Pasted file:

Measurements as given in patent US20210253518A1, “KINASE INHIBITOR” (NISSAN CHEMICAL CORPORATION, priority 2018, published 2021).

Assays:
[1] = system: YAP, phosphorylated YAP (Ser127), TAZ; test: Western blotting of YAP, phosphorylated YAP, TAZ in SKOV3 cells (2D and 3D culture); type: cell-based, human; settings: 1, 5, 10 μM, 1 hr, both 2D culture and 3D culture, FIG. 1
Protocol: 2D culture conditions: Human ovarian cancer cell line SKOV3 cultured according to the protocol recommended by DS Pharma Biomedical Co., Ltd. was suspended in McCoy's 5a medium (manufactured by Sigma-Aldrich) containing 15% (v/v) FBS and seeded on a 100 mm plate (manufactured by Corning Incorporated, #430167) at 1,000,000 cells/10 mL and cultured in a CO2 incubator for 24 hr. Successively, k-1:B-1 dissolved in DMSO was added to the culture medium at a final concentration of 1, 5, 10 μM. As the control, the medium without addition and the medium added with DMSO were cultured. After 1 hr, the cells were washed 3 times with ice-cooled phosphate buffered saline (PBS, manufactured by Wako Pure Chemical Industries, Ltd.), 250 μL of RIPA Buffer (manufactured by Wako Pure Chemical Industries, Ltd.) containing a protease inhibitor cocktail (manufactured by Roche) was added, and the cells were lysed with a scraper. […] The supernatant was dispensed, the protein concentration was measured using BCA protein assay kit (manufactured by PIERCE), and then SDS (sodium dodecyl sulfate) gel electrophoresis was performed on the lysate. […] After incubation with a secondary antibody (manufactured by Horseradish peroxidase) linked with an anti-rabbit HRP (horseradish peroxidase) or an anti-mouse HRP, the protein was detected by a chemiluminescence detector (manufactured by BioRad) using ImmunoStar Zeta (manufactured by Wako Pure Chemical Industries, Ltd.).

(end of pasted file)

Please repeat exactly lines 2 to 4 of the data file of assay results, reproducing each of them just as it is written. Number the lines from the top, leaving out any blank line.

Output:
Assays:
[1] = system: YAP, phosphorylated YAP (Ser127), TAZ; test: Western blotting of YAP, phosphorylated YAP, TAZ in SKOV3 cells (2D and 3D culture); type: cell-based, human; settings: 1, 5, 10 μM, 1 hr, both 2D culture and 3D culture, FIG. 1
Protocol: 2D culture conditions: Human ovarian cancer cell line SKOV3 cultured according to the protocol recommended by DS Pharma Biomedical Co., Ltd. was suspended in McCoy's 5a medium (manufactured by Sigma-Aldrich) containing 15% (v/v) FBS and seeded on a 100 mm plate (manufactured by Corning Incorporated, #430167) at 1,000,000 cells/10 mL and cultured in a CO2 incubator for 24 hr. Successively, k-1:B-1 dissolved in DMSO was added to the culture medium at a final concentration of 1, 5, 10 μM. As the control, the medium without addition and the medium added with DMSO were cultured. After 1 hr, the cells were washed 3 times with ice-cooled phosphate buffered saline (PBS, manufactured by Wako Pure Chemical Industries, Ltd.), 250 μL of RIPA Buffer (manufactured by Wako Pure Chemical Industries, Ltd.) containing a protease inhibitor cocktail (manufactured by Roche) was added, and the cells were lysed with a scraper. […] The supernatant was dispensed, the protein concentration was measured using BCA protein assay kit (manufactured by PIERCE), and then SDS (sodium dodecyl sulfate) gel electrophoresis was performed on the lysate. […] After incubation with a secondary antibody (manufactured by Horseradish peroxidase) linked with an anti-rabbit HRP (horseradish peroxidase) or an anti-mouse HRP, the protein was detected by a chemiluminescence detector (manufactured by BioRad) using ImmunoStar Zeta (manufactured by Wako Pure Chemical Industries, Ltd.).